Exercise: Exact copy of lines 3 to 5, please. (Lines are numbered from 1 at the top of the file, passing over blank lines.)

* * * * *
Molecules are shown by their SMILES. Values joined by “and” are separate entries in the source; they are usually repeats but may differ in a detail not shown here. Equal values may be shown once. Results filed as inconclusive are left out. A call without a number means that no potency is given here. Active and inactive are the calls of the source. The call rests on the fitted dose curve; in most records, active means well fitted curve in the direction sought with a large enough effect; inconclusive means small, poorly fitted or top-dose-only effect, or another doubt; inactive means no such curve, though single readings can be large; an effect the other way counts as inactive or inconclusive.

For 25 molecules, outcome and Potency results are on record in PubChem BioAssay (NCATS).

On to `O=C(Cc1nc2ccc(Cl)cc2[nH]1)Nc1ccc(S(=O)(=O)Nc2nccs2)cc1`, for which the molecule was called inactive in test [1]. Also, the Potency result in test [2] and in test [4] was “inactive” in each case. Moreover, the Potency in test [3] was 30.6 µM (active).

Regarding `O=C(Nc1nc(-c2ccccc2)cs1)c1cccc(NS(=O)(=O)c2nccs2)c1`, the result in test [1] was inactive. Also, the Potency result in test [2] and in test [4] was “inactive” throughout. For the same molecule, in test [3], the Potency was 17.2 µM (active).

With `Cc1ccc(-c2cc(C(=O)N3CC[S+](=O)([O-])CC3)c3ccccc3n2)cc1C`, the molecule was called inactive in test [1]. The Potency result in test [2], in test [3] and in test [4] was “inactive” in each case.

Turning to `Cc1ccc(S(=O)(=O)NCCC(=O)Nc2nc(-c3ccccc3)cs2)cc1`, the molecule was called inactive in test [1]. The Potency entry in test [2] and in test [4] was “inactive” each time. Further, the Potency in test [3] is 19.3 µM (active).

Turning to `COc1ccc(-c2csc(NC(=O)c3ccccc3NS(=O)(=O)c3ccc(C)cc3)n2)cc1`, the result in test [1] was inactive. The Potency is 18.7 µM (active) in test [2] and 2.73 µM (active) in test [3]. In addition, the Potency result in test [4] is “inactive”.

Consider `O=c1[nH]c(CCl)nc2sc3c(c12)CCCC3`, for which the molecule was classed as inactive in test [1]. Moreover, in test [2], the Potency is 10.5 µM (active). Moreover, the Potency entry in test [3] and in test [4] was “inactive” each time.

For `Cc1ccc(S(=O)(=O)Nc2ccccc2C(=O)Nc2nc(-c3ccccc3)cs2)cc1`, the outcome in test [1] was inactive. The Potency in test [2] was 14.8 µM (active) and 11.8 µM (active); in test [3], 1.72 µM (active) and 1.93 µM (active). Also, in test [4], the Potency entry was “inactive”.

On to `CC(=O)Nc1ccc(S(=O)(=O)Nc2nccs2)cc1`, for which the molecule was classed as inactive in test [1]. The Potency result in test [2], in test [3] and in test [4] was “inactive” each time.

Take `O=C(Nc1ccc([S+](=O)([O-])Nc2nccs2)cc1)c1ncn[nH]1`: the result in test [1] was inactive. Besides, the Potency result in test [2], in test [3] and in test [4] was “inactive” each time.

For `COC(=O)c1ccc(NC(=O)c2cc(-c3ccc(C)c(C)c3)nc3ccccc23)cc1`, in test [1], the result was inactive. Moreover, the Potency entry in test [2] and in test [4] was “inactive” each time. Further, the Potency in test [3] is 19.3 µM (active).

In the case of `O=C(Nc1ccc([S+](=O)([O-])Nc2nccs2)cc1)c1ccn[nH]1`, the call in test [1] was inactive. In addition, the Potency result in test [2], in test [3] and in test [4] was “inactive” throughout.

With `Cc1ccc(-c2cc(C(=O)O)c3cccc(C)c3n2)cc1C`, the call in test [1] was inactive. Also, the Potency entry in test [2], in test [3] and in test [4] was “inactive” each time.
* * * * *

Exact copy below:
On to `O=C(Cc1nc2ccc(Cl)cc2[nH]1)Nc1ccc(S(=O)(=O)Nc2nccs2)cc1`, for which the molecule was called inactive in test [1]. Also, the Potency result in test [2] and in test [4] was “inactive” in each case. Moreover, the Potency in test [3] was 30.6 µM (active).

Regarding `O=C(Nc1nc(-c2ccccc2)cs1)c1cccc(NS(=O)(=O)c2nccs2)c1`, the result in test [1] was inactive. Also, the Potency result in test [2] and in test [4] was “inactive” throughout. For the same molecule, in test [3], the Potency was 17.2 µM (active).

With `Cc1ccc(-c2cc(C(=O)N3CC[S+](=O)([O-])CC3)c3ccccc3n2)cc1C`, the molecule was called inactive in test [1]. The Potency result in test [2], in test [3] and in test [4] was “inactive” in each case.